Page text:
Why RINOs Will Always Lose
With Chris Christie’s re-election win in New Jersey, the rumor mill is buzzing with speculation over whether America’s favorite overweight governor will run for president in 2016. With the rumors this strong, I would say that the possibility is pretty good that Ann Coulter’s former favorite will give it a shot…but there is just one problem – and it’s a doozie:
If Christie wins the Republican nomination in 2016, he will lose the general election.
You would think, at this point, that the Republican Party would have learned their lessons from 2008 and 2012, but maybe the establishment is still blaming George W. Bush for 2008, and the Tea Party for 2012 and everything else under the sun. But if there is a lesson to be learned from the last two elections, it is that the party establishment has been whistling the wrong tune for far too long now.
“We need a moderate,” we are constantly told. “We need a candidate who will appeal to independent voters.” Meanwhile, the party runs candidates from the extreme left-wing of the party like John McCain and Mitt Romney, which inevitably lead to disillusioned conservatives who are much, much less likely to show up at the voting booth.
In fact, it was Sarah Palin, the conservative half of the 2008 ticket, who injected some much needed momentum into McCain’s rather pathetic campaign, but when McCain’s campaign staff started what almost amounted to a campaign against his running mate, all they managed to do was to show conservative Republicans that McCain wasn’t really serious about his seeming rightward shift, which sucked the wind out of the sails of that short-lived gain in momentum.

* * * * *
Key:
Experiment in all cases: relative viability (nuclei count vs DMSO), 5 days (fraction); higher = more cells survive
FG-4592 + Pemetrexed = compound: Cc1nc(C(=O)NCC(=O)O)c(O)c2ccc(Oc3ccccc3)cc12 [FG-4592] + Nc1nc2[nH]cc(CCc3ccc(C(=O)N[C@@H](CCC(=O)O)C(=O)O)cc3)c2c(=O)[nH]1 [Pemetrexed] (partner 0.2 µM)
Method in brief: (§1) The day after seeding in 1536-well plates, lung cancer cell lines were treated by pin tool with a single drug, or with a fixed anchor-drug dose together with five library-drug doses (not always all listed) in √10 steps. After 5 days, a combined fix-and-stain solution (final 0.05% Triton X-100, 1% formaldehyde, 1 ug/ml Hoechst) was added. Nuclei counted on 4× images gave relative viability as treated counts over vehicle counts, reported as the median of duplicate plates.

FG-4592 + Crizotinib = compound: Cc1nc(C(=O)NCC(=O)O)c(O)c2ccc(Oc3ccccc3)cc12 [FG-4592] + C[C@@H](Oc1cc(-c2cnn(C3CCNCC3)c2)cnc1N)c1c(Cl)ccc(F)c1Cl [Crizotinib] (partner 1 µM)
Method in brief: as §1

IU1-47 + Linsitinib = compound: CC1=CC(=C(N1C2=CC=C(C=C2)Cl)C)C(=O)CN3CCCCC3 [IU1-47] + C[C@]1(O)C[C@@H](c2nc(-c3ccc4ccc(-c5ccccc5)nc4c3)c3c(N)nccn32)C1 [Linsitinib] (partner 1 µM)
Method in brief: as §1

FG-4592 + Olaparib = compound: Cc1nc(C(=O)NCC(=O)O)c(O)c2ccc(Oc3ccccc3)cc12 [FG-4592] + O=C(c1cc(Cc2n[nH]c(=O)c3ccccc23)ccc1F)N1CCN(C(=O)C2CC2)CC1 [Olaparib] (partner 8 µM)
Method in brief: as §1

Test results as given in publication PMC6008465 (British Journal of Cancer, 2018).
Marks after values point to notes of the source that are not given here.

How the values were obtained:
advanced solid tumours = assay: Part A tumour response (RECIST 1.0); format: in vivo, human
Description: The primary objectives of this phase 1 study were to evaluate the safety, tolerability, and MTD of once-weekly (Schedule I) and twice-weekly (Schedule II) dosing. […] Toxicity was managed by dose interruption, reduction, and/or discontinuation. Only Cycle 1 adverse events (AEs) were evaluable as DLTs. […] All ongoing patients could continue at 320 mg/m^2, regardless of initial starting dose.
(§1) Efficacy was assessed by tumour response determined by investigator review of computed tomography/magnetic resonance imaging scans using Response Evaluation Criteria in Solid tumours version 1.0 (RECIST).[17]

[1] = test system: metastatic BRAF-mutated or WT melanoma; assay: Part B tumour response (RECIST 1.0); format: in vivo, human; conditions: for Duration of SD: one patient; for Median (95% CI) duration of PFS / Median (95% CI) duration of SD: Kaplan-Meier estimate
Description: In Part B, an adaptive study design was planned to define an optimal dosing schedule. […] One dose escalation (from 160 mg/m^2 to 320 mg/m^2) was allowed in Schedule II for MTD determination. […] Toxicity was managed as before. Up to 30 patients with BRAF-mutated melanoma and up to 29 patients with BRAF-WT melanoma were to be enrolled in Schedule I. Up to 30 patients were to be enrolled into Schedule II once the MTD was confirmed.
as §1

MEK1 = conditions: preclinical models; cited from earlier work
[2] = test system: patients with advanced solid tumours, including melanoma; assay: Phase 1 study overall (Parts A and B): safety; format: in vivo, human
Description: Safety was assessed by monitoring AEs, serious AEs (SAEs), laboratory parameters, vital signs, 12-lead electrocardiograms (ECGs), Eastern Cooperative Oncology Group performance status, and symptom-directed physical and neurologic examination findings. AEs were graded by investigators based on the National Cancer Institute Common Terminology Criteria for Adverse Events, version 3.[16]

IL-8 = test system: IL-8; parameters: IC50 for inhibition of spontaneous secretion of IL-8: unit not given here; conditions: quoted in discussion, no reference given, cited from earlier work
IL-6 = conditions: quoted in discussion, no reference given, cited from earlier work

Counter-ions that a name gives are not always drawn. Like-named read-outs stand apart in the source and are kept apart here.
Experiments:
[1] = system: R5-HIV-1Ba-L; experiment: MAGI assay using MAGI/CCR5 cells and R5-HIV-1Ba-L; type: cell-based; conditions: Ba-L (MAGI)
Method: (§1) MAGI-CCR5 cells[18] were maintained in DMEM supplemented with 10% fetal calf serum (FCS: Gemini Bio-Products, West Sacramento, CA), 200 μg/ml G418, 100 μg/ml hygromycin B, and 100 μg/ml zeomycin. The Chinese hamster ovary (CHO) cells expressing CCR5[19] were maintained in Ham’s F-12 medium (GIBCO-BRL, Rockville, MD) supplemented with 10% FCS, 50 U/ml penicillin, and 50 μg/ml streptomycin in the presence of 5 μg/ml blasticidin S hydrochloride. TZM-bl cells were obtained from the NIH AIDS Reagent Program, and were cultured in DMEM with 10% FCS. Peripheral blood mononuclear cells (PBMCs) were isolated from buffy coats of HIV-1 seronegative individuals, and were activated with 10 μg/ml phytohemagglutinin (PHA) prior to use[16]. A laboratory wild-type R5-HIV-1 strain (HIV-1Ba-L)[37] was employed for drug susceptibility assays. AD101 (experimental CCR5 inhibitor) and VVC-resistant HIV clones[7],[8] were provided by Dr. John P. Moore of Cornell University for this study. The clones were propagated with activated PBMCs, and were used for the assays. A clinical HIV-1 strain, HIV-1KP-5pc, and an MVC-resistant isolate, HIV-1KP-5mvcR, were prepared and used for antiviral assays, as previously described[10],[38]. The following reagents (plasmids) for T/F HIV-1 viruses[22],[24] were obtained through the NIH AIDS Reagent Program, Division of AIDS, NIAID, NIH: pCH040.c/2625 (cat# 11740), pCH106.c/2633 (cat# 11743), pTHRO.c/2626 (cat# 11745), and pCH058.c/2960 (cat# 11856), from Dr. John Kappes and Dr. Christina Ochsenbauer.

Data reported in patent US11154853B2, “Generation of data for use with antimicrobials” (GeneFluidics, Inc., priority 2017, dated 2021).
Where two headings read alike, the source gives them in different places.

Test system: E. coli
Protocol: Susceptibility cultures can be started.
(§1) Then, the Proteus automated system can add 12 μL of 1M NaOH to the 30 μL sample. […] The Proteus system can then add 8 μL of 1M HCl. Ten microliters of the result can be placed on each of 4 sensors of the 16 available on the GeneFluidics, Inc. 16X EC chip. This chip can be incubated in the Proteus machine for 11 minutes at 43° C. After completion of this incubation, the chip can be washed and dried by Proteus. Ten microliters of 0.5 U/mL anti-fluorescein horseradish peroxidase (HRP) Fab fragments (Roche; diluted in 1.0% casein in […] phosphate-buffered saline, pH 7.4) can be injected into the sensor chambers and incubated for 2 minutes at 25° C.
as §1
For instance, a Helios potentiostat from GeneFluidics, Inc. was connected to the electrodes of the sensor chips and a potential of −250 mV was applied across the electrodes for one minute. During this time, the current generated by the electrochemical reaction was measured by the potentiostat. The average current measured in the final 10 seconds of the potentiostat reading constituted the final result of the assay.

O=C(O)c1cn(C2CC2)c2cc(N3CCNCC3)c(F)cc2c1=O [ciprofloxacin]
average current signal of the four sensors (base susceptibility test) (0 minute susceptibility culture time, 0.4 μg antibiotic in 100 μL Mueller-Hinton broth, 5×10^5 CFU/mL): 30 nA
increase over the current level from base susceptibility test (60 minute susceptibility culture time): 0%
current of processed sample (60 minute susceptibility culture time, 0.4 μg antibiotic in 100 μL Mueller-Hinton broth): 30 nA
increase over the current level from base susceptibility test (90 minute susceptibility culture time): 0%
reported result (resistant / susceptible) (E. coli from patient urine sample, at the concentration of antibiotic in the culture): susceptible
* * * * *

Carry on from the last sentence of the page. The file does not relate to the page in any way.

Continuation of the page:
It was pretty much the same story with Mitt Romney’s campaign, just not to the same extreme. The pick of fiscally conservative Paul Ryan had conservatives starting to get excited about the Romney campaign for the first time, but when Romney went out of his way to play nice with President Obama during the second and third presidential debates, it hurt his already tenuous conservative credentials, and conservative Republicans who were already facing increasing disillusionment with the party just weren’t motivated enough to go vote for another RINO.
The best explanation I have ever heard for this phenomenon was given by conservative commentator Bill Whittle: RINO Republicans will always lose because they are the New Coke.
New Coke was introduced back in the days of the Great Soft Drink Wars, when Coke vs. Pepsi was all the rage. Coke decided that in order to win over Pepsi drinkers, they needed to change their formula so that Coke would taste more like Pepsi…but there was a problem. Pepsi drinkers liked Pepsi, so they had no reason to switch from their favored brand to a competing brand that was just a Pepsi wannabe. Coke drinkers liked Coke better than Pepsi, so they had no reason to buy a soft drink that was trying to match the taste of something they didn’t like to begin with.
In the end, no one bought New Coke, and Coca-Cola was forced to scrap their new offering and introduce Classic Coke, a return to their original formula.